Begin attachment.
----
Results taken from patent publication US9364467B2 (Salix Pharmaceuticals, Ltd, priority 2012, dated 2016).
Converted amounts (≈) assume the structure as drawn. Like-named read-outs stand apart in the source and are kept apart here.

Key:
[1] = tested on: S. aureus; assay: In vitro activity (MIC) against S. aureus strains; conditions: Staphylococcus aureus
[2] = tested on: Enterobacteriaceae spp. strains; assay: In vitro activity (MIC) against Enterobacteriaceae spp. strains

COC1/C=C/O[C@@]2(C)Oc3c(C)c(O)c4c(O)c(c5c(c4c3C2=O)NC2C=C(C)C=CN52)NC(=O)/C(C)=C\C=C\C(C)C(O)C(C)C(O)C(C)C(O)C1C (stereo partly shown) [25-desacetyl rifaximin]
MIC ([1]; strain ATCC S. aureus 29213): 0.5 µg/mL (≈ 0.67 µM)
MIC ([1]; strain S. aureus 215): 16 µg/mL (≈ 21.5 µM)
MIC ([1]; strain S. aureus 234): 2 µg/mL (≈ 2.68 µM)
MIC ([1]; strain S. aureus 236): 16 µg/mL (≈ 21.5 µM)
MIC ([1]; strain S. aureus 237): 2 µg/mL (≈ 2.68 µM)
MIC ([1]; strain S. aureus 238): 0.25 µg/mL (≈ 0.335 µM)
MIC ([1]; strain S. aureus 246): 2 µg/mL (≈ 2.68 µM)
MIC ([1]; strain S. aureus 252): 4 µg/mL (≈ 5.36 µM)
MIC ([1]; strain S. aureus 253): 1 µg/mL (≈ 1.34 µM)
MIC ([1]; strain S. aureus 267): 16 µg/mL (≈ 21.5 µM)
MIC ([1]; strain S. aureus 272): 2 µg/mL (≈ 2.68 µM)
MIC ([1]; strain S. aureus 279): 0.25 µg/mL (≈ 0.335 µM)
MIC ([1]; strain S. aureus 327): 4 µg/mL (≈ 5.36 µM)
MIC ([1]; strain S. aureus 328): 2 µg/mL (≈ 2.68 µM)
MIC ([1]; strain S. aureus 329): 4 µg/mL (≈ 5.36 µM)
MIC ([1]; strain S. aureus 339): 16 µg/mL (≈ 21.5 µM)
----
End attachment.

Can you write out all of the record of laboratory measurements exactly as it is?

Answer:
Results taken from patent publication US9364467B2 (Salix Pharmaceuticals, Ltd, priority 2012, dated 2016).
Converted amounts (≈) assume the structure as drawn. Like-named read-outs stand apart in the source and are kept apart here.

Key:
[1] = tested on: S. aureus; assay: In vitro activity (MIC) against S. aureus strains; conditions: Staphylococcus aureus
[2] = tested on: Enterobacteriaceae spp. strains; assay: In vitro activity (MIC) against Enterobacteriaceae spp. strains

COC1/C=C/O[C@@]2(C)Oc3c(C)c(O)c4c(O)c(c5c(c4c3C2=O)NC2C=C(C)C=CN52)NC(=O)/C(C)=C\C=C\C(C)C(O)C(C)C(O)C(C)C(O)C1C (stereo partly shown) [25-desacetyl rifaximin]
MIC ([1]; strain ATCC S. aureus 29213): 0.5 µg/mL (≈ 0.67 µM)
MIC ([1]; strain S. aureus 215): 16 µg/mL (≈ 21.5 µM)
MIC ([1]; strain S. aureus 234): 2 µg/mL (≈ 2.68 µM)
MIC ([1]; strain S. aureus 236): 16 µg/mL (≈ 21.5 µM)
MIC ([1]; strain S. aureus 237): 2 µg/mL (≈ 2.68 µM)
MIC ([1]; strain S. aureus 238): 0.25 µg/mL (≈ 0.335 µM)
MIC ([1]; strain S. aureus 246): 2 µg/mL (≈ 2.68 µM)
MIC ([1]; strain S. aureus 252): 4 µg/mL (≈ 5.36 µM)
MIC ([1]; strain S. aureus 253): 1 µg/mL (≈ 1.34 µM)
MIC ([1]; strain S. aureus 267): 16 µg/mL (≈ 21.5 µM)
MIC ([1]; strain S. aureus 272): 2 µg/mL (≈ 2.68 µM)
MIC ([1]; strain S. aureus 279): 0.25 µg/mL (≈ 0.335 µM)
MIC ([1]; strain S. aureus 327): 4 µg/mL (≈ 5.36 µM)
MIC ([1]; strain S. aureus 328): 2 µg/mL (≈ 2.68 µM)
MIC ([1]; strain S. aureus 329): 4 µg/mL (≈ 5.36 µM)
MIC ([1]; strain S. aureus 339): 16 µg/mL (≈ 21.5 µM)